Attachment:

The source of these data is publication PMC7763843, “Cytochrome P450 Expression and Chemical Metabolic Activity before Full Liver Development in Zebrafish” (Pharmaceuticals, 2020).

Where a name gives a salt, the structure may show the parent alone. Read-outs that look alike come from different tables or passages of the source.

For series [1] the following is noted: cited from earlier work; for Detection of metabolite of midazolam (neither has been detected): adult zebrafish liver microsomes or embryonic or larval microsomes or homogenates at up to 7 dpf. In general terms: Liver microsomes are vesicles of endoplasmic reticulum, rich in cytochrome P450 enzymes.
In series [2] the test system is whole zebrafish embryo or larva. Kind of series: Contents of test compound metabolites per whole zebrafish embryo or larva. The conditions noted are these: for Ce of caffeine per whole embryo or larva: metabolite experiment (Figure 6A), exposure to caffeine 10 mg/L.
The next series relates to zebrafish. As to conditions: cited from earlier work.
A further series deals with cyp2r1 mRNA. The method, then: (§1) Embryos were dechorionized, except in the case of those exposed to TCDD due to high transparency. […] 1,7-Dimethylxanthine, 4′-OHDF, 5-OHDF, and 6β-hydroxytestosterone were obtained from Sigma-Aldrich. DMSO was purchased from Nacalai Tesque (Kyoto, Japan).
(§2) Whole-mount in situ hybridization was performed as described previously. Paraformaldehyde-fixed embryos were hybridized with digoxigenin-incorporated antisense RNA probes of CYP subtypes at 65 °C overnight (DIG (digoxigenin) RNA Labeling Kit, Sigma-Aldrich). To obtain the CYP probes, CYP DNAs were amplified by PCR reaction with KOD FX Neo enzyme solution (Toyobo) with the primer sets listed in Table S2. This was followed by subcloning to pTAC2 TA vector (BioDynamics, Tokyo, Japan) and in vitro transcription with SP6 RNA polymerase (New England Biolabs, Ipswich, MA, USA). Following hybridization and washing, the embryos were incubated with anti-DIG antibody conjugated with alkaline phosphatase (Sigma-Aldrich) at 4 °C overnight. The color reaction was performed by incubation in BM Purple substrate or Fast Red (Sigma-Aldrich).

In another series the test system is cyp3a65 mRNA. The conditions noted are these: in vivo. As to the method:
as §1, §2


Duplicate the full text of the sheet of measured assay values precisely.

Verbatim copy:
The source of these data is publication PMC7763843, “Cytochrome P450 Expression and Chemical Metabolic Activity before Full Liver Development in Zebrafish” (Pharmaceuticals, 2020).

Where a name gives a salt, the structure may show the parent alone. Read-outs that look alike come from different tables or passages of the source.

For series [1] the following is noted: cited from earlier work; for Detection of metabolite of midazolam (neither has been detected): adult zebrafish liver microsomes or embryonic or larval microsomes or homogenates at up to 7 dpf. In general terms: Liver microsomes are vesicles of endoplasmic reticulum, rich in cytochrome P450 enzymes.
In series [2] the test system is whole zebrafish embryo or larva. Kind of series: Contents of test compound metabolites per whole zebrafish embryo or larva. The conditions noted are these: for Ce of caffeine per whole embryo or larva: metabolite experiment (Figure 6A), exposure to caffeine 10 mg/L.
The next series relates to zebrafish. As to conditions: cited from earlier work.
A further series deals with cyp2r1 mRNA. The method, then: (§1) Embryos were dechorionized, except in the case of those exposed to TCDD due to high transparency. […] 1,7-Dimethylxanthine, 4′-OHDF, 5-OHDF, and 6β-hydroxytestosterone were obtained from Sigma-Aldrich. DMSO was purchased from Nacalai Tesque (Kyoto, Japan).
(§2) Whole-mount in situ hybridization was performed as described previously. Paraformaldehyde-fixed embryos were hybridized with digoxigenin-incorporated antisense RNA probes of CYP subtypes at 65 °C overnight (DIG (digoxigenin) RNA Labeling Kit, Sigma-Aldrich). To obtain the CYP probes, CYP DNAs were amplified by PCR reaction with KOD FX Neo enzyme solution (Toyobo) with the primer sets listed in Table S2. This was followed by subcloning to pTAC2 TA vector (BioDynamics, Tokyo, Japan) and in vitro transcription with SP6 RNA polymerase (New England Biolabs, Ipswich, MA, USA). Following hybridization and washing, the embryos were incubated with anti-DIG antibody conjugated with alkaline phosphatase (Sigma-Aldrich) at 4 °C overnight. The color reaction was performed by incubation in BM Purple substrate or Fast Red (Sigma-Aldrich).

In another series the test system is cyp3a65 mRNA. The conditions noted are these: in vivo. As to the method:
as §1, §2